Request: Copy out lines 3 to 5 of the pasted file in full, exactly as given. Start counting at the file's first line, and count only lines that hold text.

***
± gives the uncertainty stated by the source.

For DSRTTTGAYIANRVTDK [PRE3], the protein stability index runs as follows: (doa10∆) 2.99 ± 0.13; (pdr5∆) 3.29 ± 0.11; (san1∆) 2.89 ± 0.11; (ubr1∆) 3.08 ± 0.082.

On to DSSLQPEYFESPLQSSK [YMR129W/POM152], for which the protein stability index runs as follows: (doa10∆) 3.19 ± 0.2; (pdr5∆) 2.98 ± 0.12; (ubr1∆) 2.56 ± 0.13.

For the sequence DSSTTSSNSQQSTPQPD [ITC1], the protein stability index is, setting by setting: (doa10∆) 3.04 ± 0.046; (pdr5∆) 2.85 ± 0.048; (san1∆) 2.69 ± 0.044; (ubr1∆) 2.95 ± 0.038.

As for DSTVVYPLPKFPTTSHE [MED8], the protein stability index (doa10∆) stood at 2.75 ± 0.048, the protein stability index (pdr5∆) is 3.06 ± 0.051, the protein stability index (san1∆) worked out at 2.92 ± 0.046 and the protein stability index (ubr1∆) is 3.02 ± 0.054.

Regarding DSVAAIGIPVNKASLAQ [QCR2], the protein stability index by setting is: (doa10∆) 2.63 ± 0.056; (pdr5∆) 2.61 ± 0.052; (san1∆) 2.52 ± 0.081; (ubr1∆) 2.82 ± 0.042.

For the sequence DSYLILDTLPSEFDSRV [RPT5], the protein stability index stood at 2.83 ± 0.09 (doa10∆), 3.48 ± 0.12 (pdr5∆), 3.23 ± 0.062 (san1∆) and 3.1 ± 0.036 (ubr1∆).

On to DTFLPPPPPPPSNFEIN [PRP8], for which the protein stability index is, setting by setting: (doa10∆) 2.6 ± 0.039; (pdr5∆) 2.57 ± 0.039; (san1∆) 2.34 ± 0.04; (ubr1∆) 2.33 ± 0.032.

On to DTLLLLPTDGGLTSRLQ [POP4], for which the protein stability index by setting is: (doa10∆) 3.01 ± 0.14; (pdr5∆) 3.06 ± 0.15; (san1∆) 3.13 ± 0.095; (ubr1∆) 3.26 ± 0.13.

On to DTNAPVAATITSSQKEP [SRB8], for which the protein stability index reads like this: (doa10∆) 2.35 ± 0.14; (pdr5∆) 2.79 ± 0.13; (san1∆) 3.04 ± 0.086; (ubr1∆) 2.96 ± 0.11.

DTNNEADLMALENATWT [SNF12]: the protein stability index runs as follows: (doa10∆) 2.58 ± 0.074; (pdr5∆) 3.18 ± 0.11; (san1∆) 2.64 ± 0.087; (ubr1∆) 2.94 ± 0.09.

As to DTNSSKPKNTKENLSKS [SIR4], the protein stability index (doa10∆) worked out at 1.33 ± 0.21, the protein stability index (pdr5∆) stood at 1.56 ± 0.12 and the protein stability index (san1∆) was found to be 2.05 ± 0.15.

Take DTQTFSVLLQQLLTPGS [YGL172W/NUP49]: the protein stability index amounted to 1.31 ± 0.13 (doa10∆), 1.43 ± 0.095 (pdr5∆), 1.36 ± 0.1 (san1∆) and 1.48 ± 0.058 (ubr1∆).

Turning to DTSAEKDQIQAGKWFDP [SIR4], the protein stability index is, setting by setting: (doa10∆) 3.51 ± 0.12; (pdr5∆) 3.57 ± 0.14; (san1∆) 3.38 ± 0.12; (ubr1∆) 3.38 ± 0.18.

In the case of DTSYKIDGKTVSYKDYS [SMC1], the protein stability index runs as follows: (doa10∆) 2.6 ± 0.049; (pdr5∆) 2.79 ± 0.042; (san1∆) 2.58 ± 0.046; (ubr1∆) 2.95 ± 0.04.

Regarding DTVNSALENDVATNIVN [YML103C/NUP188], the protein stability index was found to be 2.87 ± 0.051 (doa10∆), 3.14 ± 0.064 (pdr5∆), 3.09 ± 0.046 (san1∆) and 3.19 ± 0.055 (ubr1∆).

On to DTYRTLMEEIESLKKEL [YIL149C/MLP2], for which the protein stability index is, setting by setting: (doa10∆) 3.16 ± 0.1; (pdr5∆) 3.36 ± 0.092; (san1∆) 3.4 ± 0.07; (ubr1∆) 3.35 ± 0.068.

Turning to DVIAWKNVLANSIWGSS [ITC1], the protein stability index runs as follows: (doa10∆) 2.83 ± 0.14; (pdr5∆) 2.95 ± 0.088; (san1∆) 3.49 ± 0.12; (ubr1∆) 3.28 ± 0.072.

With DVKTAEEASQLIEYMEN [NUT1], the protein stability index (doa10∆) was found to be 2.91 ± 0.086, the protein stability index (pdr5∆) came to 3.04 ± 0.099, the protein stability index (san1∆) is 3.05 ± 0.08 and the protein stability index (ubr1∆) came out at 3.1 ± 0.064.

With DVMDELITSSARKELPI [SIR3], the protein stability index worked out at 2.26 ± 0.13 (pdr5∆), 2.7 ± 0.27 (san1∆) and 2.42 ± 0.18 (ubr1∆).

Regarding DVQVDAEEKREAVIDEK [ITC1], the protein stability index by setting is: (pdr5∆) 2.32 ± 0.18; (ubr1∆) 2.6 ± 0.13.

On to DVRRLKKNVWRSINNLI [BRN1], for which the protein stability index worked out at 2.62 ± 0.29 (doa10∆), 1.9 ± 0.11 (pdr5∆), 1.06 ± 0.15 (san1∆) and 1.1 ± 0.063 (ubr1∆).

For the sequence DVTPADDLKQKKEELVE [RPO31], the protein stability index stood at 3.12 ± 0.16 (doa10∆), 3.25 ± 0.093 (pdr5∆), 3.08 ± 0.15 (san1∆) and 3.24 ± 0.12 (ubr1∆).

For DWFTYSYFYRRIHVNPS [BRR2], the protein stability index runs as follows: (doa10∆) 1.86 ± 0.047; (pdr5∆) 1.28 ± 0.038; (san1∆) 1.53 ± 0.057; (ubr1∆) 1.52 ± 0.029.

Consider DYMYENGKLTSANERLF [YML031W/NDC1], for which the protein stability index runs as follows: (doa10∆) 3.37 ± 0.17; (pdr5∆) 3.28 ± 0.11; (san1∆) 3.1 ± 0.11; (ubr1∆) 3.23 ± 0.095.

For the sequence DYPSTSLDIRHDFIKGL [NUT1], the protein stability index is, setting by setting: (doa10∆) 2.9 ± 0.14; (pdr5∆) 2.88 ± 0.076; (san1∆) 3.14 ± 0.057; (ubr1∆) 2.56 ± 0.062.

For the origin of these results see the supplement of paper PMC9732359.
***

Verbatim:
On to DSSLQPEYFESPLQSSK [YMR129W/POM152], for which the protein stability index runs as follows: (doa10∆) 3.19 ± 0.2; (pdr5∆) 2.98 ± 0.12; (ubr1∆) 2.56 ± 0.13.

For the sequence DSSTTSSNSQQSTPQPD [ITC1], the protein stability index is, setting by setting: (doa10∆) 3.04 ± 0.046; (pdr5∆) 2.85 ± 0.048; (san1∆) 2.69 ± 0.044; (ubr1∆) 2.95 ± 0.038.

As for DSTVVYPLPKFPTTSHE [MED8], the protein stability index (doa10∆) stood at 2.75 ± 0.048, the protein stability index (pdr5∆) is 3.06 ± 0.051, the protein stability index (san1∆) worked out at 2.92 ± 0.046 and the protein stability index (ubr1∆) is 3.02 ± 0.054.